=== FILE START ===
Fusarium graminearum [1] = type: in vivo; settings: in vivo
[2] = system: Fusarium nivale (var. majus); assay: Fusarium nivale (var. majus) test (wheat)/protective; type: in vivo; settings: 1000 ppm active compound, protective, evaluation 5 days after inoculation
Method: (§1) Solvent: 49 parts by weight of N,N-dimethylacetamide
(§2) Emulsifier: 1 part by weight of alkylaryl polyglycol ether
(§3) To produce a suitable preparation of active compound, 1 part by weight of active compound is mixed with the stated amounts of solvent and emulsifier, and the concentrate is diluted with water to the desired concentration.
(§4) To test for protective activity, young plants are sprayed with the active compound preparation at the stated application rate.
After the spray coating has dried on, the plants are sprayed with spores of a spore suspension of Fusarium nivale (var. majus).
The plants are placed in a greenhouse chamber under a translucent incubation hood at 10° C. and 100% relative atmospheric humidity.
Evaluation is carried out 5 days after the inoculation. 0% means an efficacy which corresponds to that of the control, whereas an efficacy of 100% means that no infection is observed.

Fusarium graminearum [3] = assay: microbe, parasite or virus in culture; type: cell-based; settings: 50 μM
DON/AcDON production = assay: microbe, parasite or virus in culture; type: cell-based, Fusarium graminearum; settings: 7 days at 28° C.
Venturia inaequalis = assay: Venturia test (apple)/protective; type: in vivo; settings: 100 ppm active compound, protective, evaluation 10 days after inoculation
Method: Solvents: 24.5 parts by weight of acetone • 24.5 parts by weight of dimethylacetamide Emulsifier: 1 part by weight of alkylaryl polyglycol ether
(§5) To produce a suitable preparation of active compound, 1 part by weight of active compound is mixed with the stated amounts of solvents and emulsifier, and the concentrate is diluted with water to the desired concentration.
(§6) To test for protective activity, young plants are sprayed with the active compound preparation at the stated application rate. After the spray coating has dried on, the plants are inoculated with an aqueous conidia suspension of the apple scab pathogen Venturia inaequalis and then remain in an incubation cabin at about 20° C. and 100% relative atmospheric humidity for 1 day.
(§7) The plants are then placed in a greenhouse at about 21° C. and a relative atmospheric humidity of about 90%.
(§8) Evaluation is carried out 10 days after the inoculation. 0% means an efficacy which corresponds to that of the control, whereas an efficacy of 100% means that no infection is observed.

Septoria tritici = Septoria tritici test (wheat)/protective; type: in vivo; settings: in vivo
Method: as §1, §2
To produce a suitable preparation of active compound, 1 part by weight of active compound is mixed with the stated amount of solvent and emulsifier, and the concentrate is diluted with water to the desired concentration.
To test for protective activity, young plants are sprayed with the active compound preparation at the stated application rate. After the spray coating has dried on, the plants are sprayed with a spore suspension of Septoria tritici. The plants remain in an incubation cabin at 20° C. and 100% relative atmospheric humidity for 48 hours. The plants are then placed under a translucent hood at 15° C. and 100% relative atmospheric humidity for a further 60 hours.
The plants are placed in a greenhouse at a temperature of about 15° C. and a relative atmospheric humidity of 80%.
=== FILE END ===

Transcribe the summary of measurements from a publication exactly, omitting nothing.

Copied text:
Fusarium graminearum [1] = type: in vivo; settings: in vivo
[2] = system: Fusarium nivale (var. majus); assay: Fusarium nivale (var. majus) test (wheat)/protective; type: in vivo; settings: 1000 ppm active compound, protective, evaluation 5 days after inoculation
Method: (§1) Solvent: 49 parts by weight of N,N-dimethylacetamide
(§2) Emulsifier: 1 part by weight of alkylaryl polyglycol ether
(§3) To produce a suitable preparation of active compound, 1 part by weight of active compound is mixed with the stated amounts of solvent and emulsifier, and the concentrate is diluted with water to the desired concentration.
(§4) To test for protective activity, young plants are sprayed with the active compound preparation at the stated application rate.
After the spray coating has dried on, the plants are sprayed with spores of a spore suspension of Fusarium nivale (var. majus).
The plants are placed in a greenhouse chamber under a translucent incubation hood at 10° C. and 100% relative atmospheric humidity.
Evaluation is carried out 5 days after the inoculation. 0% means an efficacy which corresponds to that of the control, whereas an efficacy of 100% means that no infection is observed.

Fusarium graminearum [3] = assay: microbe, parasite or virus in culture; type: cell-based; settings: 50 μM
DON/AcDON production = assay: microbe, parasite or virus in culture; type: cell-based, Fusarium graminearum; settings: 7 days at 28° C.
Venturia inaequalis = assay: Venturia test (apple)/protective; type: in vivo; settings: 100 ppm active compound, protective, evaluation 10 days after inoculation
Method: Solvents: 24.5 parts by weight of acetone • 24.5 parts by weight of dimethylacetamide Emulsifier: 1 part by weight of alkylaryl polyglycol ether
(§5) To produce a suitable preparation of active compound, 1 part by weight of active compound is mixed with the stated amounts of solvents and emulsifier, and the concentrate is diluted with water to the desired concentration.
(§6) To test for protective activity, young plants are sprayed with the active compound preparation at the stated application rate. After the spray coating has dried on, the plants are inoculated with an aqueous conidia suspension of the apple scab pathogen Venturia inaequalis and then remain in an incubation cabin at about 20° C. and 100% relative atmospheric humidity for 1 day.
(§7) The plants are then placed in a greenhouse at about 21° C. and a relative atmospheric humidity of about 90%.
(§8) Evaluation is carried out 10 days after the inoculation. 0% means an efficacy which corresponds to that of the control, whereas an efficacy of 100% means that no infection is observed.

Septoria tritici = Septoria tritici test (wheat)/protective; type: in vivo; settings: in vivo
Method: as §1, §2
To produce a suitable preparation of active compound, 1 part by weight of active compound is mixed with the stated amount of solvent and emulsifier, and the concentrate is diluted with water to the desired concentration.
To test for protective activity, young plants are sprayed with the active compound preparation at the stated application rate. After the spray coating has dried on, the plants are sprayed with a spore suspension of Septoria tritici. The plants remain in an incubation cabin at 20° C. and 100% relative atmospheric humidity for 48 hours. The plants are then placed under a translucent hood at 15° C. and 100% relative atmospheric humidity for a further 60 hours.
The plants are placed in a greenhouse at a temperature of about 15° C. and a relative atmospheric humidity of 80%.